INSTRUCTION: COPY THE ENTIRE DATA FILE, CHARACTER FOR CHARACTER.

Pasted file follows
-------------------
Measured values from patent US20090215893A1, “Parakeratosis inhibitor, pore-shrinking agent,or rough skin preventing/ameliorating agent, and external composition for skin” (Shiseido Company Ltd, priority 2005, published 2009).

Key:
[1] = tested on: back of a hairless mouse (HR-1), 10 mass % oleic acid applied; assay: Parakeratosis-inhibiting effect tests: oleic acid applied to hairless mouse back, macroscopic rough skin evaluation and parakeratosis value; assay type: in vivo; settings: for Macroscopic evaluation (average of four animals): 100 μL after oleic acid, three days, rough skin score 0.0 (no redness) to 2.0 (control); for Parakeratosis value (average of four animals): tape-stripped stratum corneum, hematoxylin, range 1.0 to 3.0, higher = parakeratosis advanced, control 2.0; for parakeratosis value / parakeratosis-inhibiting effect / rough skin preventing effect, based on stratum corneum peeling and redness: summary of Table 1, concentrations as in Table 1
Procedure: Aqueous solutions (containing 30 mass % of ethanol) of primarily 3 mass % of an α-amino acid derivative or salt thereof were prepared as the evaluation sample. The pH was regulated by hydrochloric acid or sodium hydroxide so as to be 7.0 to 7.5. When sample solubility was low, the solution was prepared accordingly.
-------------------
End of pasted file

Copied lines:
Measured values from patent US20090215893A1, “Parakeratosis inhibitor, pore-shrinking agent,or rough skin preventing/ameliorating agent, and external composition for skin” (Shiseido Company Ltd, priority 2005, published 2009).

Key:
[1] = tested on: back of a hairless mouse (HR-1), 10 mass % oleic acid applied; assay: Parakeratosis-inhibiting effect tests: oleic acid applied to hairless mouse back, macroscopic rough skin evaluation and parakeratosis value; assay type: in vivo; settings: for Macroscopic evaluation (average of four animals): 100 μL after oleic acid, three days, rough skin score 0.0 (no redness) to 2.0 (control); for Parakeratosis value (average of four animals): tape-stripped stratum corneum, hematoxylin, range 1.0 to 3.0, higher = parakeratosis advanced, control 2.0; for parakeratosis value / parakeratosis-inhibiting effect / rough skin preventing effect, based on stratum corneum peeling and redness: summary of Table 1, concentrations as in Table 1
Procedure: Aqueous solutions (containing 30 mass % of ethanol) of primarily 3 mass % of an α-amino acid derivative or salt thereof were prepared as the evaluation sample. The pH was regulated by hydrochloric acid or sodium hydroxide so as to be 7.0 to 7.5. When sample solubility was low, the solution was prepared accordingly.